All Definitions from :Modern Catholic Dictinary; Fr. John Hardon, S.J.

As an afterthought , you do appear to have a partial grasp on this mystery (of the Holy Trinity - as grannymh described) as it relates to the Incarnation. There are three persons in one God- regardless of whether it is pre or post Incarnation.

However, it is also true that Jesus Christ had two wills - a Divine will and a human will.

Not that easy a concept to grasp - even for Catholics, but just thought you might like to know you do seem to have a hold on part of it.

Yup! Two wills are not an easy concept to grasp.

Christ’s human will

**CCC ****475 **Similarly, at the sixth ecumenical council, Constantinople III in 681, the Church confessed that Christ possesses two wills and two natural operations, divine and human. They are not opposed to each other, but cooperate in such a way that the Word made flesh willed humanly in obedience to his Father all that he had decided divinely with the Father and the Holy Spirit for our salvation. Christ’s human will “does not resist or oppose but rather submits to his divine and almighty will.”

**CCC ****482 **Christ, being true God and true man, has a human intellect and will, perfectly attuned and subject to his divine intellect and divine will, which he has in common with the Father and the Holy Spirit.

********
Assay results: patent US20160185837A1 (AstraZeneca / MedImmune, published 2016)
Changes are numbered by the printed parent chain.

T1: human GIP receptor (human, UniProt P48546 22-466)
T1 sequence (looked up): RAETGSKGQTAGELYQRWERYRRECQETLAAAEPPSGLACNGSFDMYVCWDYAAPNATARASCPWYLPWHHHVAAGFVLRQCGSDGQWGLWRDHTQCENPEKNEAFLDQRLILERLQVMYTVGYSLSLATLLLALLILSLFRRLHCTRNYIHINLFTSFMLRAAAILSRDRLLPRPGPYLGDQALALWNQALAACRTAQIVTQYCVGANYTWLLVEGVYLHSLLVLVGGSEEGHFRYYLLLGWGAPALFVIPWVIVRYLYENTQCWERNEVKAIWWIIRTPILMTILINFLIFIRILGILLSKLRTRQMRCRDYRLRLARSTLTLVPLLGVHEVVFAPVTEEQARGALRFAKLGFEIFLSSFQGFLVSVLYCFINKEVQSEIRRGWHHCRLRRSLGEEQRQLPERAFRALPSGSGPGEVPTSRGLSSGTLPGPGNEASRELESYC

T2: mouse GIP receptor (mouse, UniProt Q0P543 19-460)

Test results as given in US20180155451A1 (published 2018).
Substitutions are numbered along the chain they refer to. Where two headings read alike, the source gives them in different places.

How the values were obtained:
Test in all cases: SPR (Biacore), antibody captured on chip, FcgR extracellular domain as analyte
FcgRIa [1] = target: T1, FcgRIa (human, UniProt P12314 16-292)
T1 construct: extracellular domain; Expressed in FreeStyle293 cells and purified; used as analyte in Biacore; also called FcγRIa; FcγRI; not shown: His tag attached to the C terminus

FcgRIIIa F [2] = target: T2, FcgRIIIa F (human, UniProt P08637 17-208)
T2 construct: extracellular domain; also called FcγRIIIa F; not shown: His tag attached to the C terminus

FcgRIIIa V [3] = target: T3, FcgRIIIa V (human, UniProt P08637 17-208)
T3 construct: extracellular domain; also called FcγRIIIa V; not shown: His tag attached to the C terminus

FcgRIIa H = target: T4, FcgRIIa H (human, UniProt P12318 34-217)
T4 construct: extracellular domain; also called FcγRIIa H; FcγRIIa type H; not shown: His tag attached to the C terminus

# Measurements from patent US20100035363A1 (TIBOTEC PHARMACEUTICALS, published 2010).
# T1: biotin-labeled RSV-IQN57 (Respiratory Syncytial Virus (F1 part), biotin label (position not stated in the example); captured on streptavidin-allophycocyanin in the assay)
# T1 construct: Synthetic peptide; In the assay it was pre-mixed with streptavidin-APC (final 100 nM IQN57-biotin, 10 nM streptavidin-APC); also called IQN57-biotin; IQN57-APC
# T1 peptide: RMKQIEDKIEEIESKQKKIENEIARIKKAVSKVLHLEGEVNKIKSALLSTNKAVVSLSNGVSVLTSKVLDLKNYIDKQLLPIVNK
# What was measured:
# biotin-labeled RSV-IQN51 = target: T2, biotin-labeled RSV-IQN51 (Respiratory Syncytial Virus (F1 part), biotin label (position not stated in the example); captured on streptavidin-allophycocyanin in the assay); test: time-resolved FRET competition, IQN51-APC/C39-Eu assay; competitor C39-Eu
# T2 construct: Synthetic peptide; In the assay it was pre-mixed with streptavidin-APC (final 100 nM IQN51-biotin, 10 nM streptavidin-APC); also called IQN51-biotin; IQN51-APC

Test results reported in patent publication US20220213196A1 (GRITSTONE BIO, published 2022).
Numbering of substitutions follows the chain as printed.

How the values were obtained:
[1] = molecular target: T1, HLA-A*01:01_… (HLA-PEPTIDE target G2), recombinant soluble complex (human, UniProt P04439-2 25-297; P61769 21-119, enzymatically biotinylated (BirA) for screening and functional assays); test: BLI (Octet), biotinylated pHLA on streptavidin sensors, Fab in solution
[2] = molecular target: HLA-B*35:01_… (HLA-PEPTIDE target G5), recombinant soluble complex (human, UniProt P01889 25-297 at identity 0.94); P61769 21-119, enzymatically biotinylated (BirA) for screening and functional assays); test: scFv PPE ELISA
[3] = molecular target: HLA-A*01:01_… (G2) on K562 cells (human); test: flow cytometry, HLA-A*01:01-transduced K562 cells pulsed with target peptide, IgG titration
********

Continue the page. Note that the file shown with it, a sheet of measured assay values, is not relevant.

**CCC ****483 **The Incarnation is therefore the mystery of the wonderful union of the divine and human natures in the one person of the Word.

Thy Will Be Done on Earth as It Is in Heaven. CCC 2822- 2827

**CCC ****2824 **In Christ, and through his human will, the will of the Father has been perfectly fulfilled once for all. Jesus said on entering into this world: “Lo, I have come to do your will, O God.” Only Jesus can say: “I always do what is pleasing to him.” In the prayer of his agony, he consents totally to this will: “not my will, but yours be done.” For this reason Jesus “gave himself for our sins to deliver us from the present evil age, according to the will of our God and Father.” “And by that will we have been sanctified through the offering of the body of Jesus Christ once for all.”